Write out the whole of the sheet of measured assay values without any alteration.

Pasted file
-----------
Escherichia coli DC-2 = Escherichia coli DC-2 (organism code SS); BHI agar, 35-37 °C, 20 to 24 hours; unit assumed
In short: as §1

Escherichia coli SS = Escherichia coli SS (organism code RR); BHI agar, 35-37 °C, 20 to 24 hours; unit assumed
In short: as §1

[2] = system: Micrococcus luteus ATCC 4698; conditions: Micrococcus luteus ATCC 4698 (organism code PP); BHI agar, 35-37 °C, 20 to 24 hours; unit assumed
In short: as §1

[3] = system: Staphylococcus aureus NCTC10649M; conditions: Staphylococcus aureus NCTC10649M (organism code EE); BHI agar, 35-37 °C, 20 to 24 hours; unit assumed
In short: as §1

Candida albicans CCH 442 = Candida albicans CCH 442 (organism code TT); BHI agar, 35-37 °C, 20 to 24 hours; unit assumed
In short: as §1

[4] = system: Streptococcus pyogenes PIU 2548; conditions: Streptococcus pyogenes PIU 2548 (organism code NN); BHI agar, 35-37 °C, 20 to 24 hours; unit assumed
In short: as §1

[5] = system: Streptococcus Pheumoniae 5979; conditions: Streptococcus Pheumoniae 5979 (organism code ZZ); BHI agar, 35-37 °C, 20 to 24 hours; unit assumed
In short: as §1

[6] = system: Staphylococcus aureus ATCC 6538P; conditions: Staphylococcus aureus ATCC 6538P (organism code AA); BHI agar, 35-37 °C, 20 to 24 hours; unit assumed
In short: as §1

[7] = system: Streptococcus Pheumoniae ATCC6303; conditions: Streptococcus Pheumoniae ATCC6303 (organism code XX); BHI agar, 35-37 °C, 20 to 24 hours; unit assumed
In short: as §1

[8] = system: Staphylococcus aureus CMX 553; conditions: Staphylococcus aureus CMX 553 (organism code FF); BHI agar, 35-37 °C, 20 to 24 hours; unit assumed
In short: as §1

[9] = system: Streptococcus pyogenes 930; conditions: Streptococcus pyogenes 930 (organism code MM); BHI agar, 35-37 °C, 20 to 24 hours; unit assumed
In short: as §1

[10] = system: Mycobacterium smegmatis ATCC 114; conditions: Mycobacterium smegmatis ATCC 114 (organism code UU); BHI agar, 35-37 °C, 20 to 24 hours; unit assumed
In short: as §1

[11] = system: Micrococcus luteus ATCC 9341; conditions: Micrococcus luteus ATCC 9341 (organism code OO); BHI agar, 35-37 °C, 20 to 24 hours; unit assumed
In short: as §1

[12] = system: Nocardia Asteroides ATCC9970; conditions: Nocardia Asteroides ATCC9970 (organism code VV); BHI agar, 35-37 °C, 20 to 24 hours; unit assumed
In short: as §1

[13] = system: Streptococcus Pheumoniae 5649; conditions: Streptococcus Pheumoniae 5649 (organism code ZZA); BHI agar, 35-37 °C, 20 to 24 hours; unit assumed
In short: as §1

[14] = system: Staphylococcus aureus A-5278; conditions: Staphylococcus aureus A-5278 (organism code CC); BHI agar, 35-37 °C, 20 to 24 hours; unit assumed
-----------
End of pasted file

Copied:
Escherichia coli DC-2 = Escherichia coli DC-2 (organism code SS); BHI agar, 35-37 °C, 20 to 24 hours; unit assumed
In short: as §1

Escherichia coli SS = Escherichia coli SS (organism code RR); BHI agar, 35-37 °C, 20 to 24 hours; unit assumed
In short: as §1

[2] = system: Micrococcus luteus ATCC 4698; conditions: Micrococcus luteus ATCC 4698 (organism code PP); BHI agar, 35-37 °C, 20 to 24 hours; unit assumed
In short: as §1

[3] = system: Staphylococcus aureus NCTC10649M; conditions: Staphylococcus aureus NCTC10649M (organism code EE); BHI agar, 35-37 °C, 20 to 24 hours; unit assumed
In short: as §1

Candida albicans CCH 442 = Candida albicans CCH 442 (organism code TT); BHI agar, 35-37 °C, 20 to 24 hours; unit assumed
In short: as §1

[4] = system: Streptococcus pyogenes PIU 2548; conditions: Streptococcus pyogenes PIU 2548 (organism code NN); BHI agar, 35-37 °C, 20 to 24 hours; unit assumed
In short: as §1

[5] = system: Streptococcus Pheumoniae 5979; conditions: Streptococcus Pheumoniae 5979 (organism code ZZ); BHI agar, 35-37 °C, 20 to 24 hours; unit assumed
In short: as §1

[6] = system: Staphylococcus aureus ATCC 6538P; conditions: Staphylococcus aureus ATCC 6538P (organism code AA); BHI agar, 35-37 °C, 20 to 24 hours; unit assumed
In short: as §1

[7] = system: Streptococcus Pheumoniae ATCC6303; conditions: Streptococcus Pheumoniae ATCC6303 (organism code XX); BHI agar, 35-37 °C, 20 to 24 hours; unit assumed
In short: as §1

[8] = system: Staphylococcus aureus CMX 553; conditions: Staphylococcus aureus CMX 553 (organism code FF); BHI agar, 35-37 °C, 20 to 24 hours; unit assumed
In short: as §1

[9] = system: Streptococcus pyogenes 930; conditions: Streptococcus pyogenes 930 (organism code MM); BHI agar, 35-37 °C, 20 to 24 hours; unit assumed
In short: as §1

[10] = system: Mycobacterium smegmatis ATCC 114; conditions: Mycobacterium smegmatis ATCC 114 (organism code UU); BHI agar, 35-37 °C, 20 to 24 hours; unit assumed
In short: as §1

[11] = system: Micrococcus luteus ATCC 9341; conditions: Micrococcus luteus ATCC 9341 (organism code OO); BHI agar, 35-37 °C, 20 to 24 hours; unit assumed
In short: as §1

[12] = system: Nocardia Asteroides ATCC9970; conditions: Nocardia Asteroides ATCC9970 (organism code VV); BHI agar, 35-37 °C, 20 to 24 hours; unit assumed
In short: as §1

[13] = system: Streptococcus Pheumoniae 5649; conditions: Streptococcus Pheumoniae 5649 (organism code ZZA); BHI agar, 35-37 °C, 20 to 24 hours; unit assumed
In short: as §1

[14] = system: Staphylococcus aureus A-5278; conditions: Staphylococcus aureus A-5278 (organism code CC); BHI agar, 35-37 °C, 20 to 24 hours; unit assumed